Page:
At the time his action was filed, April 25, 1962, the only proper venue was the District of Columbia. Subsequently, on October 5, 1962, the following subsection was added to 28 U.S.C. § 1391:
"(e) A civil action in which each defendant is an officer or employee of the United States or any agency thereof acting in his official capacity or under color of legal authority, or an agency of the United States, may, except as otherwise provided by law, be brought in any judicial district in which: (1) a defendant in the action resides, or (2) the cause of action arose, or (3) any real property involved in the action is situated, or (4) the plaintiff resides if no real property is involved in the action.
"The summons and complaint in such an action shall be served as provided by the Federal Rules of Civil Procedure except that the delivery of the summons and complaint to the officer or agency as required by the rules may be made by certified mail beyond the territorial limits of the district in which the action is brought." 28 U.S.C. § 1391(e) (Supp. V, 1959-63).
Under this subsection, it seems clear that venue would be proper in Oregon if a new suit were brought.
Prior to the passage of this amendment, appellant had moved to have the case transferred under 28 U.S.C. § 1404(a).3 This motion was denied, presumably because venue would not have been proper in Oregon. Appellant again moved to have the case transferred in March, 1963, after the amendment of Section 1391. This motion was also denied. The trial court did not give reasons for the denial of appellant's motions. However, there is no suggestion on the record that the court exercised its discretion and concluded that transfer would not be " [f]or the convenience of parties and witnesses, [and] in the interest of justice * * *." 28 U.S.C. § 1404(a).4 We think that the trial judge should consider this matter further in the light of the following principles:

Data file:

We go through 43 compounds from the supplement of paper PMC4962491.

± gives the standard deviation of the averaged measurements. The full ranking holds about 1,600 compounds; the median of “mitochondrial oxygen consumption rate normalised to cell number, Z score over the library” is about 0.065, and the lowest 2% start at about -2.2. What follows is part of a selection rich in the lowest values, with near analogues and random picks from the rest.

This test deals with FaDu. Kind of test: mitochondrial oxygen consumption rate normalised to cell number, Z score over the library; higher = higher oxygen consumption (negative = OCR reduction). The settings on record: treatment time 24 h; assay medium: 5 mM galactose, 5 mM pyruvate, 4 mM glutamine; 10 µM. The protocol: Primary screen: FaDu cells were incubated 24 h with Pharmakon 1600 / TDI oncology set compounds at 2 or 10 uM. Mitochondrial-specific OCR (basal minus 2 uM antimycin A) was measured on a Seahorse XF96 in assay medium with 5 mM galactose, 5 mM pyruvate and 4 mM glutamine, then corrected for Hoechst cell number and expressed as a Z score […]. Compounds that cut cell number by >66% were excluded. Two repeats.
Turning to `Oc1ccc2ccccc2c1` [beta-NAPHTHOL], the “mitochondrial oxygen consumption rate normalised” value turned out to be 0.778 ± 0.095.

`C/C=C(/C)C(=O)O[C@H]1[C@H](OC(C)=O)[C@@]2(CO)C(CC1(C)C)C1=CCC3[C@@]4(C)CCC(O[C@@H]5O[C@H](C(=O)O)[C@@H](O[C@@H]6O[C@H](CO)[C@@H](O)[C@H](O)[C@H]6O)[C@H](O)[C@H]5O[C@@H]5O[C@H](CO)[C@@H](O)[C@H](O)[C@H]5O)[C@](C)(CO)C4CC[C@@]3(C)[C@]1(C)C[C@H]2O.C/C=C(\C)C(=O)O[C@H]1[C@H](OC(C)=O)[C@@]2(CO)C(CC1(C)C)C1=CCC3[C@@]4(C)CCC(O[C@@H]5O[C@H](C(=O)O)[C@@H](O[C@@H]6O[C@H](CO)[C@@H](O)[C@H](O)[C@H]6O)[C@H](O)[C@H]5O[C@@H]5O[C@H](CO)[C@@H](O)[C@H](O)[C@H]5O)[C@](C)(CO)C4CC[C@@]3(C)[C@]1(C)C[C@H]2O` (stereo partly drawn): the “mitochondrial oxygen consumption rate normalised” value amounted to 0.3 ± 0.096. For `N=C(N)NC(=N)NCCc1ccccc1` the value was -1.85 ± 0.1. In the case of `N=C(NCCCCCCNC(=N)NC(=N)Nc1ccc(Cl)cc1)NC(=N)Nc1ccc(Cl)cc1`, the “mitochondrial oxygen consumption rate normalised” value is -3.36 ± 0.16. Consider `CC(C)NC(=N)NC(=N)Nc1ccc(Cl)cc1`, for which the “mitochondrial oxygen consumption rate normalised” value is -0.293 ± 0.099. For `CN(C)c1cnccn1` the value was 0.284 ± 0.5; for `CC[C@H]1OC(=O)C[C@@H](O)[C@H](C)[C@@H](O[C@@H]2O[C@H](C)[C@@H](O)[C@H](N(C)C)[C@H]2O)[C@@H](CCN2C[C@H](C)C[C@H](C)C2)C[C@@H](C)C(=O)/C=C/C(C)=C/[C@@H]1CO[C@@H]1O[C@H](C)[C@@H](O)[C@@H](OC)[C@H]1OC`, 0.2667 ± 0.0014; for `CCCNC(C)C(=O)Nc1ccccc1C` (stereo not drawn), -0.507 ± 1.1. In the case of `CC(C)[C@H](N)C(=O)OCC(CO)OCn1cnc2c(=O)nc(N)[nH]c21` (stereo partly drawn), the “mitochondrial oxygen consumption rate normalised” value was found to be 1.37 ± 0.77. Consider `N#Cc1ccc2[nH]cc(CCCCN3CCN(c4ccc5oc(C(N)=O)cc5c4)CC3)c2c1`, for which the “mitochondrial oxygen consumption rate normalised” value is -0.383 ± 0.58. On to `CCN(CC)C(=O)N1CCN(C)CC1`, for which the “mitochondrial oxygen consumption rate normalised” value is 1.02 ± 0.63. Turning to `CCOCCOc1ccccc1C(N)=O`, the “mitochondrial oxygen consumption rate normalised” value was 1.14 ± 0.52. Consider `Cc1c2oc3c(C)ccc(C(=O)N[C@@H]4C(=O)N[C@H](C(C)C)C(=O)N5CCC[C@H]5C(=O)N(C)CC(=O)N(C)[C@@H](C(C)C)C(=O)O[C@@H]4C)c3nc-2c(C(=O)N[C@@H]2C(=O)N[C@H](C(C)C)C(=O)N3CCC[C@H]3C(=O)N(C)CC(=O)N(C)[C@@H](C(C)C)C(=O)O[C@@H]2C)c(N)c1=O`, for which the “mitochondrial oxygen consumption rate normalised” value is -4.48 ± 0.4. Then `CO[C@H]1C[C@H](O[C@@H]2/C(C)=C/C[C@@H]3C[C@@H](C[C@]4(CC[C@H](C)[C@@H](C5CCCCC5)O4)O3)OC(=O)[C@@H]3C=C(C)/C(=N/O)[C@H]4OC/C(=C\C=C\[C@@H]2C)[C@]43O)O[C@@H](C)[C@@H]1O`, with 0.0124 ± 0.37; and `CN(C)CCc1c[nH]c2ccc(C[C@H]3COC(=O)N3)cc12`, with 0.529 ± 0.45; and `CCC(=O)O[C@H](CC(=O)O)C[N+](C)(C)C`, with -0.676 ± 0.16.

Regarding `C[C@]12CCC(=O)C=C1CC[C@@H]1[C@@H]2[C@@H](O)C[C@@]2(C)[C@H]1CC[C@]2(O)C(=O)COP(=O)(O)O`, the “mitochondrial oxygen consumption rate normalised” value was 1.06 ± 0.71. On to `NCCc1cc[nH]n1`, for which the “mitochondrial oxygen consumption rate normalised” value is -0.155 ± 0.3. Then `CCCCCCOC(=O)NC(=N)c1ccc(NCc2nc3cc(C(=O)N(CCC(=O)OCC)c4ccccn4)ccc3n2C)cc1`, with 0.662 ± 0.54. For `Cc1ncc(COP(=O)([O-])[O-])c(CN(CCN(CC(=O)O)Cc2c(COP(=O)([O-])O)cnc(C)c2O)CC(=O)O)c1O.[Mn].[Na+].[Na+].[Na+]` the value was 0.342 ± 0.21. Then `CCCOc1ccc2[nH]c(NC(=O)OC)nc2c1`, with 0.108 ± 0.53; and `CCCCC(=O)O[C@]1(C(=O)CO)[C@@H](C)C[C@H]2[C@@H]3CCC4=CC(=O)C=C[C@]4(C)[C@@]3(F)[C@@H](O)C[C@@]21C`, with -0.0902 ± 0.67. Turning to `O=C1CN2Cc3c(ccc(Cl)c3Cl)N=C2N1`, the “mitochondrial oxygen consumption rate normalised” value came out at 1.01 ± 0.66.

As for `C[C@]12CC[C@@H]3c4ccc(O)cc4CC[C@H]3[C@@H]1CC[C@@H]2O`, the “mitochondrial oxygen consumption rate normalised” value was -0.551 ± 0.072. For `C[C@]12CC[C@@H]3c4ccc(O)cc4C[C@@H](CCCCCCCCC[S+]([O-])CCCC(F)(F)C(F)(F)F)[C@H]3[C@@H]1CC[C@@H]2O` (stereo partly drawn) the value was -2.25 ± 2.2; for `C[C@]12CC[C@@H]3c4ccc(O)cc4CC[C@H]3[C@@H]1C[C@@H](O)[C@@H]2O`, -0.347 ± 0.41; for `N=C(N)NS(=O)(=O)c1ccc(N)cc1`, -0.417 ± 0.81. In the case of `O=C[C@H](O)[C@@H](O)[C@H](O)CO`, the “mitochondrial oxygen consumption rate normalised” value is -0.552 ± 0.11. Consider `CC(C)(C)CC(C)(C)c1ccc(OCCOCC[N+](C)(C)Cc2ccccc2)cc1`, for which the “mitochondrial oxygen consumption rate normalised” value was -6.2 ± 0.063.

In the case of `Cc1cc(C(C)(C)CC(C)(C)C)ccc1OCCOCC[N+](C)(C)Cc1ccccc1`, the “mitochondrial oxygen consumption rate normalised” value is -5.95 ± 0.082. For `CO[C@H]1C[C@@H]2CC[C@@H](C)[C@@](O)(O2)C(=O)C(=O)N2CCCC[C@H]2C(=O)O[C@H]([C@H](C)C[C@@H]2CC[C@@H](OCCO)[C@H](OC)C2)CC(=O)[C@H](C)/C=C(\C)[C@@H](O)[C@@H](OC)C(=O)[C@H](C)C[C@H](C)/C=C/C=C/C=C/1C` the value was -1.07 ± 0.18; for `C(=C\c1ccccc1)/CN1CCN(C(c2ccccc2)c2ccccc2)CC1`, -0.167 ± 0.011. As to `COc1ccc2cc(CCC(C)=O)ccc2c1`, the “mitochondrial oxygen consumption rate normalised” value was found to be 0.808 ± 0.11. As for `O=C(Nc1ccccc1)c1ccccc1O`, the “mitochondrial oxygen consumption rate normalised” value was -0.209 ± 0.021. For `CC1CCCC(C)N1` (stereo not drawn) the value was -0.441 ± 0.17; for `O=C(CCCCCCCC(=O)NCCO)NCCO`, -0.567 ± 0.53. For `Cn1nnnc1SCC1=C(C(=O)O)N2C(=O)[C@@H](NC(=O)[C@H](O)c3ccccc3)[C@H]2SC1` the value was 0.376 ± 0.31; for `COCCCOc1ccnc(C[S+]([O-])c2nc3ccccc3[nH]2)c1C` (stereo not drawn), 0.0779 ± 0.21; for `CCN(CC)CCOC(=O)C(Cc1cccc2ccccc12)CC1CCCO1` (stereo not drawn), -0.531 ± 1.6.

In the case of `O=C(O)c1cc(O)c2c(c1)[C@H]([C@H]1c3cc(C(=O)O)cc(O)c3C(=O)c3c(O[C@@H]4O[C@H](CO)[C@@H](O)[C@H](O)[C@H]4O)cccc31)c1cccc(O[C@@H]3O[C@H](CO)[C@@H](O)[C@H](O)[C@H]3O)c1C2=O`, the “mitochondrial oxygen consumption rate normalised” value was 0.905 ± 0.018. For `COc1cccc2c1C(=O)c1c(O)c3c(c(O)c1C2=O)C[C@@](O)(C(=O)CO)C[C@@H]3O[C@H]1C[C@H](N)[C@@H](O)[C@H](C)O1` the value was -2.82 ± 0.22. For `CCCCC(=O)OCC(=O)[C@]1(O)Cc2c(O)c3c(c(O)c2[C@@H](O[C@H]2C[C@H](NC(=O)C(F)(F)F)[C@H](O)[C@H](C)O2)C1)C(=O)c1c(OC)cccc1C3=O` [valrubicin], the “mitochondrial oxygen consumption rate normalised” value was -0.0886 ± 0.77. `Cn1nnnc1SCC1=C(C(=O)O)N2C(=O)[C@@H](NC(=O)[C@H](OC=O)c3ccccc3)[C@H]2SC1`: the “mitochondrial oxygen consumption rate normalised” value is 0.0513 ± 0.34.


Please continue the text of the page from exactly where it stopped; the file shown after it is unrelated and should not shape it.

Initially, we must consider whether Section 1391(e) should be taken to apply to cases pending at the time of its passage. We conclude that it does. See, e. g., Seay v. Kaplan, 35 F.R.D. 118 (S.D.Ia.1964) (applying Section 1391(f) to an action pending on the date of its passage, December 23, 1963). In Ex parte Collett, 337 U.S. 55, 71, 69 S. Ct. 944, 959, 93 L. Ed. 1207 (1949), the Supreme Court held that Section 1404(a) was itself applicable to actions pending at the time of its passage. If appellant had originally filed his suit in Oregon and the suit had been pending in the District Court there at the time Section 1391 (e) was passed, the venue would have been proper.